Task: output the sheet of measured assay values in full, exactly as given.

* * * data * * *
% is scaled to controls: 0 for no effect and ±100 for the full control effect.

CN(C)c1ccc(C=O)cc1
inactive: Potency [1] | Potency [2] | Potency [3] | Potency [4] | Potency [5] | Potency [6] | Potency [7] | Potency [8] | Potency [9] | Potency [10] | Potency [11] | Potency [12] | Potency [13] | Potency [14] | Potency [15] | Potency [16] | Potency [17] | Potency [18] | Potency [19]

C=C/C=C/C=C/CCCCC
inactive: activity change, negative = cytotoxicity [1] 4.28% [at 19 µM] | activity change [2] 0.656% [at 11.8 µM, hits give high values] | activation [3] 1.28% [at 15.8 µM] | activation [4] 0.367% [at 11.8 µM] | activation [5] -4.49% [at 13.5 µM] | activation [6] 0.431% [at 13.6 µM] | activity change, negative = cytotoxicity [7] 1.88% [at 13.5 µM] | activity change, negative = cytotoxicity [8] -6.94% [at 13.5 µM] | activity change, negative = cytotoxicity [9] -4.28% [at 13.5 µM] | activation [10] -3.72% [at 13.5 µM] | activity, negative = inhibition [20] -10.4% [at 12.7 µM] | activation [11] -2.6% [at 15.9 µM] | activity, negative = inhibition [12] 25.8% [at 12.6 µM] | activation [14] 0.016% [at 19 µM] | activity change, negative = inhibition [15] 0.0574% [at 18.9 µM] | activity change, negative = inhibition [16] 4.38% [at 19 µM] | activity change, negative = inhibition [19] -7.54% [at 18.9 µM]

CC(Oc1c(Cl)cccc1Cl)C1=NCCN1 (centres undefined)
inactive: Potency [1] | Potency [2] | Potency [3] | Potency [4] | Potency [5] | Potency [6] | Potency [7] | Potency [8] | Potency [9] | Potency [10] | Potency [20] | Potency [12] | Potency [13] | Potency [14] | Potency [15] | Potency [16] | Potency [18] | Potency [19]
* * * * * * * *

% is scaled to controls: 0 for no effect and ±100 for the full control effect.

CN(C)c1ccc(C=O)cc1
inactive: Potency [1] | Potency [2] | Potency [3] | Potency [4] | Potency [5] | Potency [6] | Potency [7] | Potency [8] | Potency [9] | Potency [10] | Potency [11] | Potency [12] | Potency [13] | Potency [14] | Potency [15] | Potency [16] | Potency [17] | Potency [18] | Potency [19]

C=C/C=C/C=C/CCCCC
inactive: activity change, negative = cytotoxicity [1] 4.28% [at 19 µM] | activity change [2] 0.656% [at 11.8 µM, hits give high values] | activation [3] 1.28% [at 15.8 µM] | activation [4] 0.367% [at 11.8 µM] | activation [5] -4.49% [at 13.5 µM] | activation [6] 0.431% [at 13.6 µM] | activity change, negative = cytotoxicity [7] 1.88% [at 13.5 µM] | activity change, negative = cytotoxicity [8] -6.94% [at 13.5 µM] | activity change, negative = cytotoxicity [9] -4.28% [at 13.5 µM] | activation [10] -3.72% [at 13.5 µM] | activity, negative = inhibition [20] -10.4% [at 12.7 µM] | activation [11] -2.6% [at 15.9 µM] | activity, negative = inhibition [12] 25.8% [at 12.6 µM] | activation [14] 0.016% [at 19 µM] | activity change, negative = inhibition [15] 0.0574% [at 18.9 µM] | activity change, negative = inhibition [16] 4.38% [at 19 µM] | activity change, negative = inhibition [19] -7.54% [at 18.9 µM]

CC(Oc1c(Cl)cccc1Cl)C1=NCCN1 (centres undefined)
inactive: Potency [1] | Potency [2] | Potency [3] | Potency [4] | Potency [5] | Potency [6] | Potency [7] | Potency [8] | Potency [9] | Potency [10] | Potency [20] | Potency [12] | Potency [13] | Potency [14] | Potency [15] | Potency [16] | Potency [18] | Potency [19]